I have not had a chance to check with him and see if he really managed this, but it sounds like a rather good idea.

* * * * *

I see the Courier is finally admitting it will be moving up to Camden in the very near future. I mentioned this back in August, I think, because half the town already seemed to know.

My main concerns are two: The Rockland paper will no longer be produced in Rockland; and (more importantly) that the pigeons that deliver this piece of weekly nonsense, written in ketchup on scraps of used paper and tied to their scrawny legs, will now have more than twice as far to fly. It is a cruel world.

Oh, well.

* * * * *

Speaking of snow, which I did earlier, I once kept one of the boys’ snowballs in my freezer for about five years. I think it was wrapped up in plastic of some sort, but over the years it did lose shape and tone, and sagged a lot in the middle.

Rather like me, I suppose.

Not sure why I got rid of it in the end, as I am a rather sentimental old fool about things like this, but I do think it was in summer.

* * * * *

The Rockland Historical Society posted on its social media page this week a color photo of lawyer Sam Cohen buying lunch from the Benovitch Brothers’ hot dog wagon, at the top end of Main Street, one day in the 1970s.

RHS keeps digging up all kinds of pictures from the past and sharing them this way, and I must say it is one of the few places online where it is a pleasure to read everyone else’s comments and observations.

* * * * *

Speaking of summer, back in August I watched in fascination as a customer at Rock City Coffee demanded to know how much tax was involved in the price of a cup of their coffee. She refused to buy it until she was told.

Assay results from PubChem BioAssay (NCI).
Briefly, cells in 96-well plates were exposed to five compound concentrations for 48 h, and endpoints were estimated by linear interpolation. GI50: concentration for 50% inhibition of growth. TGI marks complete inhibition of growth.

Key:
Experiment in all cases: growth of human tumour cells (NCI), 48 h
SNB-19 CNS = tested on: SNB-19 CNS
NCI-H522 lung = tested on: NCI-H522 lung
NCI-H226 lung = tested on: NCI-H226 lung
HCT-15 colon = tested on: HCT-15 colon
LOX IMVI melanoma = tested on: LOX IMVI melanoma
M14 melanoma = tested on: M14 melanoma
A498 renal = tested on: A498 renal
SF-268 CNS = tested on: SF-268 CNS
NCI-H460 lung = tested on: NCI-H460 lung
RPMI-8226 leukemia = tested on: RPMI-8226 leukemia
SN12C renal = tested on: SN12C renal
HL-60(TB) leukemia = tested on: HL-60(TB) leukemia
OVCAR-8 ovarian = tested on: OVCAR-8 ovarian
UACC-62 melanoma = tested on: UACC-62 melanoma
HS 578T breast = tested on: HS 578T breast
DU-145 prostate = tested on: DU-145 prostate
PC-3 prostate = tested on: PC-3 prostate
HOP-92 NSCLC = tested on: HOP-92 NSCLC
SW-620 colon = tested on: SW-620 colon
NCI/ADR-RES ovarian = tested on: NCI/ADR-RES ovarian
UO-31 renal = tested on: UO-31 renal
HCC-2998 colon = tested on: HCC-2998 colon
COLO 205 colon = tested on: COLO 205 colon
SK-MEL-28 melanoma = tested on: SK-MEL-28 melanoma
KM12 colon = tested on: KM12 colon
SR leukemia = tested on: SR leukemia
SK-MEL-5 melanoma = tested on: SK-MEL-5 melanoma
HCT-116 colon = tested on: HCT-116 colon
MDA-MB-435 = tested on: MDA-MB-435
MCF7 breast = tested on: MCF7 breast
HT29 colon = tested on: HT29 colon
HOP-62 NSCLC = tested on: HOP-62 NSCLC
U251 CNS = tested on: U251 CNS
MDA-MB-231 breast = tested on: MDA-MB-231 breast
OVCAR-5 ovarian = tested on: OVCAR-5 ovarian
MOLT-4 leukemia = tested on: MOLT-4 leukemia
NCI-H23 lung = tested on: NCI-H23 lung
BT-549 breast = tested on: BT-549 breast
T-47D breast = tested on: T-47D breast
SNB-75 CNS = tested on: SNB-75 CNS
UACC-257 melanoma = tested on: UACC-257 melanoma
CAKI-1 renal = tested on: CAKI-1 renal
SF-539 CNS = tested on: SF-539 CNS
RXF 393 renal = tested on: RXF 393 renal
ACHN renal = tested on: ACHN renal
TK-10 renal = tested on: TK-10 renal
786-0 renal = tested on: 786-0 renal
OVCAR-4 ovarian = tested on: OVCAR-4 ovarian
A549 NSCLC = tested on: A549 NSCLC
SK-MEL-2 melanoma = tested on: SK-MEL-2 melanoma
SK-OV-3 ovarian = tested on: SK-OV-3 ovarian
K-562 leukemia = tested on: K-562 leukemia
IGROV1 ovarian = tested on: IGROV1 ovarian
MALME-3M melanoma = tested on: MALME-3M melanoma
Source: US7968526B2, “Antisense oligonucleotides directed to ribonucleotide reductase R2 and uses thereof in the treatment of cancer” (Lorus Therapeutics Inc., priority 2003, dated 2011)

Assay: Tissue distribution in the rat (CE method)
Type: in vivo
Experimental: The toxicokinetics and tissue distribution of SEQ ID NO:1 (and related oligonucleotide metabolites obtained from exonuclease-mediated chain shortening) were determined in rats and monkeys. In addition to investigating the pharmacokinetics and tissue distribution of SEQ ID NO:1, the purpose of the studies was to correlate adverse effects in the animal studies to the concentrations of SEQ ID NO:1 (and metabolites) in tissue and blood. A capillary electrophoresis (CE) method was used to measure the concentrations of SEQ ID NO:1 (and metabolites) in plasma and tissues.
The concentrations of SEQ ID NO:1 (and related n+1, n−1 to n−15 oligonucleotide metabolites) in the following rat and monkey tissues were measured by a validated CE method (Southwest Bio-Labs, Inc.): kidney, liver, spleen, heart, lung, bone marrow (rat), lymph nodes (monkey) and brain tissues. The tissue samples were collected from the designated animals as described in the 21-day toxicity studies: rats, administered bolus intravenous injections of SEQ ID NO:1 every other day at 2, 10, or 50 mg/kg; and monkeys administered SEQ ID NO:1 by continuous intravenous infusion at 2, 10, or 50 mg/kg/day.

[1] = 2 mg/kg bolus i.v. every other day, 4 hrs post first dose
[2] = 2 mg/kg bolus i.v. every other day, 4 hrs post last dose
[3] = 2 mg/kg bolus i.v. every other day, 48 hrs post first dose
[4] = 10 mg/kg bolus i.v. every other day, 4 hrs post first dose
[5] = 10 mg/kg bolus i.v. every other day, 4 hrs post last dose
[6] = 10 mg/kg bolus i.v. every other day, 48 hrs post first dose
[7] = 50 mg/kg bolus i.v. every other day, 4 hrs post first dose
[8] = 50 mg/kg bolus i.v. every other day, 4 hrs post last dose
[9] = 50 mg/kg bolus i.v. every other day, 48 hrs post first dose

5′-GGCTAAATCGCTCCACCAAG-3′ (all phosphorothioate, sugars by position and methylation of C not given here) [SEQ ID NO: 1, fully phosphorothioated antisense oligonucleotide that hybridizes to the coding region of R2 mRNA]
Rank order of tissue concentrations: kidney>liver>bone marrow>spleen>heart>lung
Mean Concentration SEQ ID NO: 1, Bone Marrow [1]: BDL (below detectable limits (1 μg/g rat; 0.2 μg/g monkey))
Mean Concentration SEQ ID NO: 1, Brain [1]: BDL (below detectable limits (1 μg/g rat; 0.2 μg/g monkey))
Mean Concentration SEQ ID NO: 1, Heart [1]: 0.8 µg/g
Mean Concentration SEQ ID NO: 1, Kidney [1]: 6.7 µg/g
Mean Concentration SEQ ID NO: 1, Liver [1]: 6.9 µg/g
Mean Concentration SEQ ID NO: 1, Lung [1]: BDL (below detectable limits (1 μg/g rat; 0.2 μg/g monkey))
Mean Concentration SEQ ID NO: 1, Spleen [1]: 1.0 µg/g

I have no idea why she was so adamant on the point but perhaps she was researching a book, some kind of field guide to taxes, or thinking of going into journalism.

The counter clerk had no real clue about the relevant tax rate, and didn’t seem to think it a matter of tremendous importance. Neither did I.

* * * * *

Twelve months exactly until the big election. Brace yourselves, ladies and gentlemen. It’s going to be a very long year.

David Grima is a former editor with Courier Publications. He can be reached at davidgrima@ymail.com.

Comments (1)
Posted by: Richard McKusic, Sr. | Nov 05, 2019 16:48

This dank season of political unrest and little daylight seems to have brought holiday lights out early. Mine have been on for a few weeks; hoping they might put a smile on someone's face driving or walking by. My neighbor is periodically lighting up his outside tree. Whatever works to spread the Good News of HOPE and TLC.  

The Man In The Glass

Peter Dale Wimbrow Sr.

When you get what you want in your struggle for self
And the world makes you king for a day
Just go to the mirror and look at yourself
And see what that man has to say.

For it isn’t your father, or mother, or wife
Whose judgment upon you must pass
The fellow whose verdict counts most in your life
Is the one staring back from the glass.

He’s the fellow to please – never mind all the rest
For he’s with you, clear to the end
And you’ve passed your most difficult, dangerous test
If the man in the glass is your friend.

You may fool the whole world down the pathway of years
And get pats on the back as you pass
But your final reward will be heartache and tears
If you’ve cheated the man in the glass.